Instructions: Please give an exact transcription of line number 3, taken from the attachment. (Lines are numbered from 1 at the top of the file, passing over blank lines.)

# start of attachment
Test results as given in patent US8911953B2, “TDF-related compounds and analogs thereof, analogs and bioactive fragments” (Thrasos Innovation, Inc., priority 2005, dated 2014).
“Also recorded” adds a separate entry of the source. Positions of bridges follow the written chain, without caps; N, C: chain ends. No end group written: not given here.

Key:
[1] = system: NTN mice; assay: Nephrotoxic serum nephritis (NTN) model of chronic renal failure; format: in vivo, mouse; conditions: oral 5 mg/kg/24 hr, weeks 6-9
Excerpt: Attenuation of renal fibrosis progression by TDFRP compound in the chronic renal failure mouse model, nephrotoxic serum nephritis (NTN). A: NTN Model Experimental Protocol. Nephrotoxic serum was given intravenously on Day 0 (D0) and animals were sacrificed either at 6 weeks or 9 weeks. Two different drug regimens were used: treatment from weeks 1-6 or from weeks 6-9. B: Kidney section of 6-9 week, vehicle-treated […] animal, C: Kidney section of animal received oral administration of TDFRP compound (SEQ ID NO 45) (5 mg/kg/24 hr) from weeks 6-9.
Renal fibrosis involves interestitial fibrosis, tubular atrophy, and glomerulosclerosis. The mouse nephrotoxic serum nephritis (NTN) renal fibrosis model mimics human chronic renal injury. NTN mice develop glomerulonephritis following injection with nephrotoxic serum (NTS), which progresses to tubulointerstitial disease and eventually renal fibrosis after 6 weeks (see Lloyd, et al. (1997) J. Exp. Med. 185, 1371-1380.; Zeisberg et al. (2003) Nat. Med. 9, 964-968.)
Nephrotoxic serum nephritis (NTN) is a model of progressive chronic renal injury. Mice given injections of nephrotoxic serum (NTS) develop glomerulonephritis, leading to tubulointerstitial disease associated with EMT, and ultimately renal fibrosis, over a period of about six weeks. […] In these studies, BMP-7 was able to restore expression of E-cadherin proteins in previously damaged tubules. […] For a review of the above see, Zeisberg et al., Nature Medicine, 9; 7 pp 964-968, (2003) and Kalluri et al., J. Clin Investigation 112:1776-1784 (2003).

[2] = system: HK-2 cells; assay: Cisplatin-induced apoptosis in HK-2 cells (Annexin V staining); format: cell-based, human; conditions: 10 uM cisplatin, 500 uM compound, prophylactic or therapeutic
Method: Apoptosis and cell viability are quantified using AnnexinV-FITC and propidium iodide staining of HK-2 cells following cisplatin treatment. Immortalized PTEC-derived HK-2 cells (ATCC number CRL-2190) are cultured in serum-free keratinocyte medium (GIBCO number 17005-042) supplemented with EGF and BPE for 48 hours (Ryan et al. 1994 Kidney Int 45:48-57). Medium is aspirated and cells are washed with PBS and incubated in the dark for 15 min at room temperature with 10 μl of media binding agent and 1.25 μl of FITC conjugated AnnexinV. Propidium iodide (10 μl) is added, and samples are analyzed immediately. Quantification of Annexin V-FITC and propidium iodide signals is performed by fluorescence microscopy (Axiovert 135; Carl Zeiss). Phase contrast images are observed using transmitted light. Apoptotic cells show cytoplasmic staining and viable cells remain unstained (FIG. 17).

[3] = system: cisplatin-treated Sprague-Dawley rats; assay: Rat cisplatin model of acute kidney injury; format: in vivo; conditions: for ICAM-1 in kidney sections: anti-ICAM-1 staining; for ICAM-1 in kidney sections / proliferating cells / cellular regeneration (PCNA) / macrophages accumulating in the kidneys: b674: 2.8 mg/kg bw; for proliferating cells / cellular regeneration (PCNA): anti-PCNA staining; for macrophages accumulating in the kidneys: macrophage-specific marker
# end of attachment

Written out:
Key: